The Kinneret (Sea of Galilee) rose by 4.5 centimeters on Tuesday, rising to 209.855 meters below sea level as rain fell across Israel on Monday and snow fell on Mount Hermon.
The lake is now 1.055 meters below the upper red line threshold, which marks 208.8 meters below sea level, and 3.145 meters above the lower red line, which marks 213 meters below sea level.
The Jordan River flows strongly amid winter rains. (Credit: Mahmoud Naser/Nature and Parks Authority)
Further rainfall and snowfall is expected on Tuesday and Wednesday, with strong winds on Tuesday and concerns of flooding and thunderstorms on Wednesday.
The past two years have featured above-average rainfall in Israel, with the Israel Hydrological Service announcing last May that the country had, for the first time in 30 years, experienced its second straight year of such rainfall with 24% more recorded.
The Kinneret rose by 3.01 meters in the 2019-2020 rainy season, reaching its highest level since 2004, as high as 208.89 meters below sea level, just 9 cm. below the upper red line.
The Water Authority is preparing for the possibility that it may need to fully open the Deganya Dam for the first time in 25 years as the Kinneret remains high after two years of especially rainy winters.
If the rainfall this winter exceeds 90% of the perennial average, then the dam will need to be opened. The opening of the dam will likely take place around April 2021 if the water level rises high enough.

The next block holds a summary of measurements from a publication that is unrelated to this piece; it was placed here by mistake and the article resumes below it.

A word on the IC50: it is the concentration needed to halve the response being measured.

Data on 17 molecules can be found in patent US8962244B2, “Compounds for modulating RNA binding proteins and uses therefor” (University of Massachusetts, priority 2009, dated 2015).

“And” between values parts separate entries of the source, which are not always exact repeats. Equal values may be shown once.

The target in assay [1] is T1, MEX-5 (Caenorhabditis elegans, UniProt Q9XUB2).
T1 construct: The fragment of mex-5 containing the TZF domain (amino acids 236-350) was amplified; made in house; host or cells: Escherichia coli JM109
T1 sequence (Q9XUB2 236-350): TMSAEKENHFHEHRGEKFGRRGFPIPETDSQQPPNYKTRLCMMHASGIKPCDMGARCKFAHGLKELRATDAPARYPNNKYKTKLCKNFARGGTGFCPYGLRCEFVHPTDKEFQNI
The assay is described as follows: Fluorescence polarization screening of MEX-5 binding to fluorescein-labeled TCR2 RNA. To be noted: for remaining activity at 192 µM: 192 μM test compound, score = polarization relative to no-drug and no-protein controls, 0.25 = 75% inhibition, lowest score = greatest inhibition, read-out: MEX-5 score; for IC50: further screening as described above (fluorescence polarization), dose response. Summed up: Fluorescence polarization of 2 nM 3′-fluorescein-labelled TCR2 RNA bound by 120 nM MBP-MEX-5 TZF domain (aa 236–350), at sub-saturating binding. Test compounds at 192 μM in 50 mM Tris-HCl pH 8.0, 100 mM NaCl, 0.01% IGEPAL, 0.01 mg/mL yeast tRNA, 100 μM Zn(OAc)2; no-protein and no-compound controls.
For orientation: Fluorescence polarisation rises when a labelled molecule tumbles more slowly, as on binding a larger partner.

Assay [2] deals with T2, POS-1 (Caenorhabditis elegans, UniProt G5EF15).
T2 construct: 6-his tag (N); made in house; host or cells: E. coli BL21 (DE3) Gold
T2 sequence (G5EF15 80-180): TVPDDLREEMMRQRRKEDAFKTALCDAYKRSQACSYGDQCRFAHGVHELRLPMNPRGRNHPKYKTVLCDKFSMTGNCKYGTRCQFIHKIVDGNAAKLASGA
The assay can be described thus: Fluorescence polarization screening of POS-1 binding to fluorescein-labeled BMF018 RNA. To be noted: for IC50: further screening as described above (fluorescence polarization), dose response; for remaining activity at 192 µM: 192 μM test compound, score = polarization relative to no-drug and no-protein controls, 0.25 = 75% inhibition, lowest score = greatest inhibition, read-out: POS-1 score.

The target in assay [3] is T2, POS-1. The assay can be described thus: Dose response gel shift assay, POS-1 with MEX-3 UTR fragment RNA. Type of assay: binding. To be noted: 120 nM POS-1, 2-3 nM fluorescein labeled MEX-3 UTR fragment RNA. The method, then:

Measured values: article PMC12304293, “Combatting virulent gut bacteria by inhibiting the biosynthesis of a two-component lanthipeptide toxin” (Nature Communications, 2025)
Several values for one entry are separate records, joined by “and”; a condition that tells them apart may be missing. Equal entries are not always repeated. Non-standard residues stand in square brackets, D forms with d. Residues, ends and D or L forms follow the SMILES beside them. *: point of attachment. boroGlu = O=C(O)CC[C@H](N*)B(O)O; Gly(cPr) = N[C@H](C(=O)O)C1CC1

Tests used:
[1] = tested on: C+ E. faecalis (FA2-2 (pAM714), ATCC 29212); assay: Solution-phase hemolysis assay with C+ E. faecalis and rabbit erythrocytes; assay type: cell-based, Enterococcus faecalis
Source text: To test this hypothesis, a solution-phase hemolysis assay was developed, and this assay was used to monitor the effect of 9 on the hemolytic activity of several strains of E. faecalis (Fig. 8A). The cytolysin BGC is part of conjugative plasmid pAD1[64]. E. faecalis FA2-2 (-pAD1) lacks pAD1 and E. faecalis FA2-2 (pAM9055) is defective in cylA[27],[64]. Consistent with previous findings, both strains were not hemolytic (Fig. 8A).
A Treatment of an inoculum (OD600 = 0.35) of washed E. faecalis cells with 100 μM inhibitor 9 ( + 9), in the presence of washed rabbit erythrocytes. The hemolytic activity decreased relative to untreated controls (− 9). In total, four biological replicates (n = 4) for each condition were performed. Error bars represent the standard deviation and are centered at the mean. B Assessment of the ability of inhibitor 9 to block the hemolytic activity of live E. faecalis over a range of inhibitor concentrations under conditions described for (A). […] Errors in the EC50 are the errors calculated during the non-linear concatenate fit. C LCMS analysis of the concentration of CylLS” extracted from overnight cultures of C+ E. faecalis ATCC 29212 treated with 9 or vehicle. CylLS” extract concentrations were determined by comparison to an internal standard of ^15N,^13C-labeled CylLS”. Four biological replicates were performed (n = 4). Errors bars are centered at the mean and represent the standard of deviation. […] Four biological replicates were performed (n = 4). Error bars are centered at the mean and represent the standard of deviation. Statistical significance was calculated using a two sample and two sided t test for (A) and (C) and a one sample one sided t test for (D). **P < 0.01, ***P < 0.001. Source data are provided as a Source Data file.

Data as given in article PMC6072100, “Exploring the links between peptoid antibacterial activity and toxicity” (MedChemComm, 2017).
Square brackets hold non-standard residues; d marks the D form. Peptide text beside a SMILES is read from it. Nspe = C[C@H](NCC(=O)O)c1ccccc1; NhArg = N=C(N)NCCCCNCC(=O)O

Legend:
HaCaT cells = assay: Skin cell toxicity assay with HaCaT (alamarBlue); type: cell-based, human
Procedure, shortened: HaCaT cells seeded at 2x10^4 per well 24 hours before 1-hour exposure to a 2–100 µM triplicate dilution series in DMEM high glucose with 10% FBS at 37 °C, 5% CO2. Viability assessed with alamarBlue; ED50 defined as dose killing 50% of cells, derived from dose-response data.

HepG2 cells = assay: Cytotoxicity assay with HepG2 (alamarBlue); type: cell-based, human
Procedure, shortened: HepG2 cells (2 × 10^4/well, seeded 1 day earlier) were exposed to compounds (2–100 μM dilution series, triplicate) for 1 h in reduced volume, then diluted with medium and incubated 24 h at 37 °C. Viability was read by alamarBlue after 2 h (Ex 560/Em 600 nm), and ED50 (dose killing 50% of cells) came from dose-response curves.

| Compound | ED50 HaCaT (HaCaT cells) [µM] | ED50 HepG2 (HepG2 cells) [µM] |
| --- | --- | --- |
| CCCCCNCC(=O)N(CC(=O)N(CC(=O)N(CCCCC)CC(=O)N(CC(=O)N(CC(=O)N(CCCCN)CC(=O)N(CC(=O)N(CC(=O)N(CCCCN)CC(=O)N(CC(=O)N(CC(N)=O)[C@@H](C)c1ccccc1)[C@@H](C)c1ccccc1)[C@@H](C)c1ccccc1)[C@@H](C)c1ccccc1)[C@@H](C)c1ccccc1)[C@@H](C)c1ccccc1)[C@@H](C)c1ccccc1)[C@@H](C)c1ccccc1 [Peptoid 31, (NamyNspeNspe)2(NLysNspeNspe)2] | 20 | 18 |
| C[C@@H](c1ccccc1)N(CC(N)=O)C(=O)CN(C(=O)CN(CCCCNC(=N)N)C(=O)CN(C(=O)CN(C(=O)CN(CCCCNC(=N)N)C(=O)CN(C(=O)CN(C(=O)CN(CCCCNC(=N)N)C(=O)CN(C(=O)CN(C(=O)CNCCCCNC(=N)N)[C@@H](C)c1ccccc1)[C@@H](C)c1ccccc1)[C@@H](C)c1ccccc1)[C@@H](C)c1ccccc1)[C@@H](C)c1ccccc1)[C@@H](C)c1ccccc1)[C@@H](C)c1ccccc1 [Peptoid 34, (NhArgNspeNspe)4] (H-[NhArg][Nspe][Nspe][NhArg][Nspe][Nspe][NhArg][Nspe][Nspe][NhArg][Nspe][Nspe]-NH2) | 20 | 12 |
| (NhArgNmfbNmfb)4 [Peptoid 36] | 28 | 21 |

The dam was opened partially in 2013, but has not been opened fully since 1995. It had been expected to be partially opened at the beginning of May last year in order to prevent flooding, according to the Kinneret Draining Authority. In April, the Water Authority decided to open a canal to divert five billion liters of water from the Kinneret to the southern Jordan River, with the goal of bypassing the Deganya Dam to avoid negatively affecting pumping stations in the area and the financial costs required to open the dam.
The opening of the Alumot Dam and the Deganya Dam, which both block water from entering the lower Jordan River from the Kinneret, has been impeded due to a natural gas pipeline near the former which could be damaged if the dams are opened, the Water Authority told Calcalist on Tuesday.
The authority claims that the pipeline, owned by the Merimon Company, was not buried deep enough, while Merimon claims that it is deep enough and that opening the dam shouldn't put it at any risk.
The Water Authority is planning to possibly open the two dams to let water flow through the Jordan River to the Dead Sea in order to avoid flooding towns near the Kinneret due to the recent rainy winters and the current winter, according to Calcalist.
In a letter to Merimon, the authority warned that it only needs to notify the company 48 hours before the dam opens and that the company is required to provide a new replacement line six to seven meters underground to meet the guidelines of the Israel Fire and Rescue Services and Israel Police. The line is currently only two to three meters underground, according to the Authority.
The company told Calcalist that they "outright reject the Water Authority's claims" and that the gas line was set up according to the permits issued to it. The company claimed that the pipeline is not impeding the opening of the dam.
Up to 150-170 cubic meters of water flows through the river each second when the dams are fully opened.
Until only 15 years ago, the lake was one of Israel’s primary sources of drinking water, as the country’s first large-scale desalination facility in Ashkelon only became operational in 2005.